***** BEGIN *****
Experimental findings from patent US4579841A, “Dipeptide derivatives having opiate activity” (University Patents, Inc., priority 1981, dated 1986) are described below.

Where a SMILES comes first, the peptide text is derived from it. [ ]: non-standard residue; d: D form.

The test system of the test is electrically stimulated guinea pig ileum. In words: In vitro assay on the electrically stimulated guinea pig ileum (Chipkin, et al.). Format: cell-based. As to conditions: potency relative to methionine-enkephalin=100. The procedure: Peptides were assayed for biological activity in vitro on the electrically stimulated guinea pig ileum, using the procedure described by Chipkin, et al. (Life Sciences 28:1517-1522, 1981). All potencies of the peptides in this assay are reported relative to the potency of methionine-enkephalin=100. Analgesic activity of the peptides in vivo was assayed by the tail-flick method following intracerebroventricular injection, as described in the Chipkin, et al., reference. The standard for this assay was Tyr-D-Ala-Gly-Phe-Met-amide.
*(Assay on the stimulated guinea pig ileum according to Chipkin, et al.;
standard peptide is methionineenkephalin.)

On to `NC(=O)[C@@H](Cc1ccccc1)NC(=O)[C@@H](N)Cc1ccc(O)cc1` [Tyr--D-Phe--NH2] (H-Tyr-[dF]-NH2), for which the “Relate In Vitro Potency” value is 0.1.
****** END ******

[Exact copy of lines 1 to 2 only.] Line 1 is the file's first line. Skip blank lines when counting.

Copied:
Experimental findings from patent US4579841A, “Dipeptide derivatives having opiate activity” (University Patents, Inc., priority 1981, dated 1986) are described below.

Where a SMILES comes first, the peptide text is derived from it. [ ]: non-standard residue; d: D form.